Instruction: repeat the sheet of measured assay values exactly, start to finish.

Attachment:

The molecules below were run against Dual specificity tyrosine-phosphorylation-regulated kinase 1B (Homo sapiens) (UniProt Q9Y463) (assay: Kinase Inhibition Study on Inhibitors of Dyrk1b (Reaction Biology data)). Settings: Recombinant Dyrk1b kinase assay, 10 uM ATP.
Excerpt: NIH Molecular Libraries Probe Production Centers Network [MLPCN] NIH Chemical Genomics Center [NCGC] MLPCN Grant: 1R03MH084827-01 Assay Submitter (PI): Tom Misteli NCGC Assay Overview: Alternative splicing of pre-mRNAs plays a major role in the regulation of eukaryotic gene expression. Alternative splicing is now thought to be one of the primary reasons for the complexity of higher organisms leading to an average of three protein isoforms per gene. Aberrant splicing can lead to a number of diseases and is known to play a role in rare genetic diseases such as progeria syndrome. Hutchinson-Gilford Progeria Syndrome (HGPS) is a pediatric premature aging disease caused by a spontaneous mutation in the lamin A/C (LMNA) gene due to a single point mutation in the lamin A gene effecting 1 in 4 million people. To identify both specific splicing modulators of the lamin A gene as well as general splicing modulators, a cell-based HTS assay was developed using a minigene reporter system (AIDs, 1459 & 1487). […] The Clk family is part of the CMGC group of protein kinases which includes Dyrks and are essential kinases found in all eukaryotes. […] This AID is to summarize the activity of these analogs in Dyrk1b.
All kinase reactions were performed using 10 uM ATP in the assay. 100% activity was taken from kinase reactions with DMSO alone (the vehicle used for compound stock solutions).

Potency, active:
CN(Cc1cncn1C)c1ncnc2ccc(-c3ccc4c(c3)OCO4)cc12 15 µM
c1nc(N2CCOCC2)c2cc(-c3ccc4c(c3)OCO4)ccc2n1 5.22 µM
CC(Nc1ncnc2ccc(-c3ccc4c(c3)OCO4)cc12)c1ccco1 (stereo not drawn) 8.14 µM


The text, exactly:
The molecules below were run against Dual specificity tyrosine-phosphorylation-regulated kinase 1B (Homo sapiens) (UniProt Q9Y463) (assay: Kinase Inhibition Study on Inhibitors of Dyrk1b (Reaction Biology data)). Settings: Recombinant Dyrk1b kinase assay, 10 uM ATP.
Excerpt: NIH Molecular Libraries Probe Production Centers Network [MLPCN] NIH Chemical Genomics Center [NCGC] MLPCN Grant: 1R03MH084827-01 Assay Submitter (PI): Tom Misteli NCGC Assay Overview: Alternative splicing of pre-mRNAs plays a major role in the regulation of eukaryotic gene expression. Alternative splicing is now thought to be one of the primary reasons for the complexity of higher organisms leading to an average of three protein isoforms per gene. Aberrant splicing can lead to a number of diseases and is known to play a role in rare genetic diseases such as progeria syndrome. Hutchinson-Gilford Progeria Syndrome (HGPS) is a pediatric premature aging disease caused by a spontaneous mutation in the lamin A/C (LMNA) gene due to a single point mutation in the lamin A gene effecting 1 in 4 million people. To identify both specific splicing modulators of the lamin A gene as well as general splicing modulators, a cell-based HTS assay was developed using a minigene reporter system (AIDs, 1459 & 1487). […] The Clk family is part of the CMGC group of protein kinases which includes Dyrks and are essential kinases found in all eukaryotes. […] This AID is to summarize the activity of these analogs in Dyrk1b.
All kinase reactions were performed using 10 uM ATP in the assay. 100% activity was taken from kinase reactions with DMSO alone (the vehicle used for compound stock solutions).

Potency, active:
CN(Cc1cncn1C)c1ncnc2ccc(-c3ccc4c(c3)OCO4)cc12 15 µM
c1nc(N2CCOCC2)c2cc(-c3ccc4c(c3)OCO4)ccc2n1 5.22 µM
CC(Nc1ncnc2ccc(-c3ccc4c(c3)OCO4)cc12)c1ccco1 (stereo not drawn) 8.14 µM